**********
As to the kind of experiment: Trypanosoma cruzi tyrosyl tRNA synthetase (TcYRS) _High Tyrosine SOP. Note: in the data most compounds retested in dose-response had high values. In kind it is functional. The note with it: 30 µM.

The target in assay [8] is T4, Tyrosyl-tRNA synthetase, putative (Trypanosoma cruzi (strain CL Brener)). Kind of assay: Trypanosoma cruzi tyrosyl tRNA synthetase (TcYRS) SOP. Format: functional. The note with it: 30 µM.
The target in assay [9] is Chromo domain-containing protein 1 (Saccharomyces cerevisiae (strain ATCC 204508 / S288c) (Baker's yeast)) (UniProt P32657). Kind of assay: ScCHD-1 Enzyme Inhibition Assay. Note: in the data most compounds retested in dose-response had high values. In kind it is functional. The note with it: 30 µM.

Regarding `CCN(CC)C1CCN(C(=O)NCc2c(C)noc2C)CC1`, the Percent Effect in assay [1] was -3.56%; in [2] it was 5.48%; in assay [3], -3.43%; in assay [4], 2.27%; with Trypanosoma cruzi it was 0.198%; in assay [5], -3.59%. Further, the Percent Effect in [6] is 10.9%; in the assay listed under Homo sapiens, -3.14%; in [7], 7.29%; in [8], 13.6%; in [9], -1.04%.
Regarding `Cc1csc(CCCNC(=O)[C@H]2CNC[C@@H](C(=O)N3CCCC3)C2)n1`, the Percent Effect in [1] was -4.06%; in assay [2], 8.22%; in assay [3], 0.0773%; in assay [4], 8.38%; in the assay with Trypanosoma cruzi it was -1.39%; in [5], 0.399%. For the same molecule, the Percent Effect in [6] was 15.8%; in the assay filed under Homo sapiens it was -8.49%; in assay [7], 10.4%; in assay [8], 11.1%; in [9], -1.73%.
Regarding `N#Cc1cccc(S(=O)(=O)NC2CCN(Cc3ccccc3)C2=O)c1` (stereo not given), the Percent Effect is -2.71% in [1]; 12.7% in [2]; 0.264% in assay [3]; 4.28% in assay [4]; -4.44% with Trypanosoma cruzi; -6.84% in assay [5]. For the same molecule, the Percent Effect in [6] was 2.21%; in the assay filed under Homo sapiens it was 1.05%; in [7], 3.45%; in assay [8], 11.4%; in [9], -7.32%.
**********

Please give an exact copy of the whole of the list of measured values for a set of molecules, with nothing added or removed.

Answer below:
As to the kind of experiment: Trypanosoma cruzi tyrosyl tRNA synthetase (TcYRS) _High Tyrosine SOP. Note: in the data most compounds retested in dose-response had high values. In kind it is functional. The note with it: 30 µM.

The target in assay [8] is T4, Tyrosyl-tRNA synthetase, putative (Trypanosoma cruzi (strain CL Brener)). Kind of assay: Trypanosoma cruzi tyrosyl tRNA synthetase (TcYRS) SOP. Format: functional. The note with it: 30 µM.
The target in assay [9] is Chromo domain-containing protein 1 (Saccharomyces cerevisiae (strain ATCC 204508 / S288c) (Baker's yeast)) (UniProt P32657). Kind of assay: ScCHD-1 Enzyme Inhibition Assay. Note: in the data most compounds retested in dose-response had high values. In kind it is functional. The note with it: 30 µM.

Regarding `CCN(CC)C1CCN(C(=O)NCc2c(C)noc2C)CC1`, the Percent Effect in assay [1] was -3.56%; in [2] it was 5.48%; in assay [3], -3.43%; in assay [4], 2.27%; with Trypanosoma cruzi it was 0.198%; in assay [5], -3.59%. Further, the Percent Effect in [6] is 10.9%; in the assay listed under Homo sapiens, -3.14%; in [7], 7.29%; in [8], 13.6%; in [9], -1.04%.
Regarding `Cc1csc(CCCNC(=O)[C@H]2CNC[C@@H](C(=O)N3CCCC3)C2)n1`, the Percent Effect in [1] was -4.06%; in assay [2], 8.22%; in assay [3], 0.0773%; in assay [4], 8.38%; in the assay with Trypanosoma cruzi it was -1.39%; in [5], 0.399%. For the same molecule, the Percent Effect in [6] was 15.8%; in the assay filed under Homo sapiens it was -8.49%; in assay [7], 10.4%; in assay [8], 11.1%; in [9], -1.73%.
Regarding `N#Cc1cccc(S(=O)(=O)NC2CCN(Cc3ccccc3)C2=O)c1` (stereo not given), the Percent Effect is -2.71% in [1]; 12.7% in [2]; 0.264% in assay [3]; 4.28% in assay [4]; -4.44% with Trypanosoma cruzi; -6.84% in assay [5]. For the same molecule, the Percent Effect in [6] was 2.21%; in the assay filed under Homo sapiens it was 1.05%; in [7], 3.45%; in assay [8], 11.4%; in [9], -7.32%.